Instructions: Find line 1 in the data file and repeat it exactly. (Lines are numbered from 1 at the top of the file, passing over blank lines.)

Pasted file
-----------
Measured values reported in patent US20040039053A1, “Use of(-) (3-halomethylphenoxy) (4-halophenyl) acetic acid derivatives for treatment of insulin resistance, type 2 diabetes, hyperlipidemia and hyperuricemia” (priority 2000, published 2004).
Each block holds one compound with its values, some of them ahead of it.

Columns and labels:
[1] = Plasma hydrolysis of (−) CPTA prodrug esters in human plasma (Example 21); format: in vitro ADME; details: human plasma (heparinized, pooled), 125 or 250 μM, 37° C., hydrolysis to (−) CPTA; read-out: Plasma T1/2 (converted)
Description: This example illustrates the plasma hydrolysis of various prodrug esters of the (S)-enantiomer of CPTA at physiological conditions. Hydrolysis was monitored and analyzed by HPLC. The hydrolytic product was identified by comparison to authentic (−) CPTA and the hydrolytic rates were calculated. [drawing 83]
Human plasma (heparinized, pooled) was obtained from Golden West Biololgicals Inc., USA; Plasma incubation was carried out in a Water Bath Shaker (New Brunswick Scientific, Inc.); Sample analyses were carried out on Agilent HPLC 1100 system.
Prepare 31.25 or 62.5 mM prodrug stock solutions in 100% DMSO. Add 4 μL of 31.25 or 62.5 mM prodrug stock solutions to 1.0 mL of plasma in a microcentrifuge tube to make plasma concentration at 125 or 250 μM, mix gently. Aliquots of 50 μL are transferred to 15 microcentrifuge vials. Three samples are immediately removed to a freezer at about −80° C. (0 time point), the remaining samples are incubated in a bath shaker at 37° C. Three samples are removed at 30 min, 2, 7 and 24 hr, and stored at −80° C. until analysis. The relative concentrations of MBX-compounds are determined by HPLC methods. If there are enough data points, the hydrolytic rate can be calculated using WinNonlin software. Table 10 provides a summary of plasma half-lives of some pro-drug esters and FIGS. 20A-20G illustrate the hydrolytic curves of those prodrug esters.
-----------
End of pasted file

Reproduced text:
Measured values reported in patent US20040039053A1, “Use of(-) (3-halomethylphenoxy) (4-halophenyl) acetic acid derivatives for treatment of insulin resistance, type 2 diabetes, hyperlipidemia and hyperuricemia” (priority 2000, published 2004).